The app Figure 1 has been getting a lot of press recently. I learned about it a few weeks ago but I am just now getting around to mentioning it here.
Figure 1 is being called the Instagram for doctors. It is a crowdsourced images database app. The crowd happens to be doctors, and the images happen to be medical images. The app is a collection of medical images submitted by doctors to share, collaborate and learn from. Doctors are verified using their institutional email address. The app takes patient privacy very seriously. It has a face detection program that automatically blocks out the face in a submitted photo and it includes other editing tools to remove other identifying features. A HIPPA authorization digital consent form is also included. Patients click the agree button then sign screen/form.
You don’t have submit any images to benefit from the app according to their site. “First of all, you can still access the images that others are posting so that you can learn from them, use them as a reference for your own practice, or comment on them so that others can learn from you.”
David Ahn at iMedicalApps posted a great review describing the positives and negatives of this novel app. He notes some of the limitations of the app are the indexing of the images and lack of identifying information. Ahn discovered upon doing a search for heliotrope rash that the first seven results were “clearly not a heliotrope rash.” As librarians know, indexing images is tricky. Ahn noted Figure 1 also pulls images from outside medical websites (non-user submitted images) and a link to the website instead of the submitter’s name is listed. However the outside images have “no captions, markings, or even any clear diagnosis listed.” Besides the obvious problems with lack of identifying information, Figure 1 displays user submitted images before web scraped images. As Ahn illustrated with the heliotrope rash, this can cause problems because the correct image (scraped from the web) was buried below the 7 incorrect ones (user submitted ones).
Additionally, I find doctors not only want to see and share images, but they often want to include them in presentations and slides for teaching purposes. Right now you can only share the images through the app. Emailing a colleague an image gives them a simple email (below) requiring them to use Figure 1 to see the image. Making it so Figure 1 images can be used in presentations would make this Instagram like app even more useful to doctors and medical professionals.
This is a very new app. It appears they launched in May 2013, so it isn’t surprising that there is some room for improvement. I don’t know of any products or apps that are perfect 3 months from their launch. Yet as of today, it is the 5th most downloaded app in the Medical category of iTunes and according the MedicalApps post, the app is outpacing Landy’s projections. So, given its popularity I expect to see some improvements relatively soon.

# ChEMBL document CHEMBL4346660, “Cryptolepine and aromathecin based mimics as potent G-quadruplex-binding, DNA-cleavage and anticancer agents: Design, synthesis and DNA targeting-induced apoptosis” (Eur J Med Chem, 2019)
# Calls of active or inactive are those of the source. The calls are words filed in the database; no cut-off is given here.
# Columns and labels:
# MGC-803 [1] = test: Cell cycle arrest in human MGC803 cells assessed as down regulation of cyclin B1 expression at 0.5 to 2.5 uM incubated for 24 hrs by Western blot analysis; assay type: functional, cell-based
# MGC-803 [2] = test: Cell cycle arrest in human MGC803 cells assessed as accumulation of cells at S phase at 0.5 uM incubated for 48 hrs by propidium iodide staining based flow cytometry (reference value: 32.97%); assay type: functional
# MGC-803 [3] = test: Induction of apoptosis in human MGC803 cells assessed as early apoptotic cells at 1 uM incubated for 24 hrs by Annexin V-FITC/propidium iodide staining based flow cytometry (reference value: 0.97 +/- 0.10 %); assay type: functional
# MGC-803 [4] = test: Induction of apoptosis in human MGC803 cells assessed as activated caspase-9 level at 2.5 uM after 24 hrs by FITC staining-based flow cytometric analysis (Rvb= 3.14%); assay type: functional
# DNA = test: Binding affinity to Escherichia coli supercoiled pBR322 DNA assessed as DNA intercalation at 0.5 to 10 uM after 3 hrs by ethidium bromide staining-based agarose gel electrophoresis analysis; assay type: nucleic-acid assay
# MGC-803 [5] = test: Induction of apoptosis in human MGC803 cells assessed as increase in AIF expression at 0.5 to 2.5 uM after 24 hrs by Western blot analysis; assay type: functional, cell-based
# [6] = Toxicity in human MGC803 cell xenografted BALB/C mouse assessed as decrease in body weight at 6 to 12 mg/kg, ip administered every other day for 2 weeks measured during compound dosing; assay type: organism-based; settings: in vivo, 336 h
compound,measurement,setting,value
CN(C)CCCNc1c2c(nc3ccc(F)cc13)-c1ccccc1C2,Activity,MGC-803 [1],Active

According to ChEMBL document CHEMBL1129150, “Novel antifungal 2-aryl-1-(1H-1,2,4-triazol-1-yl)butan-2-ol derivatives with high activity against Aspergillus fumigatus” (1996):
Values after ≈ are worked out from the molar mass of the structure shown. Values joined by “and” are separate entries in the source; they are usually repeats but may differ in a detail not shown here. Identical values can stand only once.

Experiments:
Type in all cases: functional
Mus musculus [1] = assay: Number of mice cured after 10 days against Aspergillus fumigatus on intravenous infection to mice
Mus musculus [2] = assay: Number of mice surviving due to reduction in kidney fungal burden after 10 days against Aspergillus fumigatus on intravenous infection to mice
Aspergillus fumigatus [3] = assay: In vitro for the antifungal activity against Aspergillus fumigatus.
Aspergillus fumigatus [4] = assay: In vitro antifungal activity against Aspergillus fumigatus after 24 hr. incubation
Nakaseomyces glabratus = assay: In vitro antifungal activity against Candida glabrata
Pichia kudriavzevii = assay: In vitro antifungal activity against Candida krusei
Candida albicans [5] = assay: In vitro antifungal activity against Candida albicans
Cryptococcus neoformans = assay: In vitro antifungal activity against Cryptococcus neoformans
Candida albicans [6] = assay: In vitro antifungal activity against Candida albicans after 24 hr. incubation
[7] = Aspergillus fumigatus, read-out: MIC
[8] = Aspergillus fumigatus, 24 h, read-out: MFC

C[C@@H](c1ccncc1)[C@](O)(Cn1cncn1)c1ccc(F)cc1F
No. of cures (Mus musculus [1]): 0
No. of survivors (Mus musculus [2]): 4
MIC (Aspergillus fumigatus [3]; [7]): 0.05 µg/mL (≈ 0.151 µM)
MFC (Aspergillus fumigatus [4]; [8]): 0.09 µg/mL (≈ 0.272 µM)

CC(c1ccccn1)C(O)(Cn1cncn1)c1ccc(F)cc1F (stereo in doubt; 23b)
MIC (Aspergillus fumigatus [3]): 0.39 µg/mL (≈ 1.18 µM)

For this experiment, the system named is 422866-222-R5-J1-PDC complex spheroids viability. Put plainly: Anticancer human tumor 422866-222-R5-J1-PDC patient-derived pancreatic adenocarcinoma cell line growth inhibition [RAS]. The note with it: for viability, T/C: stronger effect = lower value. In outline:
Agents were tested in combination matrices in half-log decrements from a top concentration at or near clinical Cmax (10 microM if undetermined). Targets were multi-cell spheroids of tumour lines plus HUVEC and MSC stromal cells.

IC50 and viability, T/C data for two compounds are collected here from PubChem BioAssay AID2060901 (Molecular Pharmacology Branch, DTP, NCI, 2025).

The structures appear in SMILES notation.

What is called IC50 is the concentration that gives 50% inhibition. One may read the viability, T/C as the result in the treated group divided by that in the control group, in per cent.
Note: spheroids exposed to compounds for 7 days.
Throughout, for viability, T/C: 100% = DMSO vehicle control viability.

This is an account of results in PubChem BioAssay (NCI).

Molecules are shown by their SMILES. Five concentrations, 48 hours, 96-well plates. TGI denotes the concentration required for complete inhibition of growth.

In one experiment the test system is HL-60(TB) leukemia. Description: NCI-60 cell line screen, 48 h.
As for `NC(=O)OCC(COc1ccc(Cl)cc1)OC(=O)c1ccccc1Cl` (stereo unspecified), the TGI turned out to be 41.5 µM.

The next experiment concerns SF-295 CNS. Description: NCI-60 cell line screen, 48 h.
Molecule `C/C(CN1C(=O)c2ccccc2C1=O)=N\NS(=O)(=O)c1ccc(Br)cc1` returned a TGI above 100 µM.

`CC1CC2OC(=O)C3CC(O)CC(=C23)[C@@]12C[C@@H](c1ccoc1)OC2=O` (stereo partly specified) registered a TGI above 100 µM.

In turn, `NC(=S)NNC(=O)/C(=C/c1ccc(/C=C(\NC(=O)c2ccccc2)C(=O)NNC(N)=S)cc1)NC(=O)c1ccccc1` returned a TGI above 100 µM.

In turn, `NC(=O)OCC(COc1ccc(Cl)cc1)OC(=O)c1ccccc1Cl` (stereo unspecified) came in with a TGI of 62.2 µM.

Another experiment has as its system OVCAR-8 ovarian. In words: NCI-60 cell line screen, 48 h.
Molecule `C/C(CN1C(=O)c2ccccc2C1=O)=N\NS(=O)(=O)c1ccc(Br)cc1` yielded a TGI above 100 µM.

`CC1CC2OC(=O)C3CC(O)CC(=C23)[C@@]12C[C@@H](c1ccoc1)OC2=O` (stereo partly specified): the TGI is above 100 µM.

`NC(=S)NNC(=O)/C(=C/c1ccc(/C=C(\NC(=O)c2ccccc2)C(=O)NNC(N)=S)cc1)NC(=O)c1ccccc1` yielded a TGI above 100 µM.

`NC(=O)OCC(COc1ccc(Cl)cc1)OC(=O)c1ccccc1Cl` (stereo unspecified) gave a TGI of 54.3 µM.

What I found to be interesting was Dr. Landy describing to Ahn his reason for creating this app.
Dr. Landy wondered how he could quickly access a medical image database to assist in identifying new clinical pathologies. This question eventually led him to create Figure 1. Like many physicians, he was not satisfied with the paywalls of private medical image libraries or with Google Images’ lack of medical selectivity.
Furthermore, when it came to sharing medical images with his peers, he found e-mail inefficient, as images would often get drowned out amidst ballooning inboxes. As a result, he helped create Figure 1, a free, crowdsourced medical image sharing resource that is quickly and easily accessible for health care practitioners.
Finding good medical images has always been a booger, and Dr. Landy is right about the frustrations of pay walls. I would extend it a bit further to say that not only is the paywall part is a barrier to finding medical images, but the siloed nature of these medical image sites is a massive barrier as well. Even if somebody has paid for these medical image sites, there is no repository or online catalog of all the image packages bought from different companies. That makes searching for images difficult even if you paid for them.
I am curious to see how Figure 1 evolves and what impact it will have on doctors finding images. I am also curious to see how/if subscription companies with medical image silos might adapt as a result of apps like Figure 1.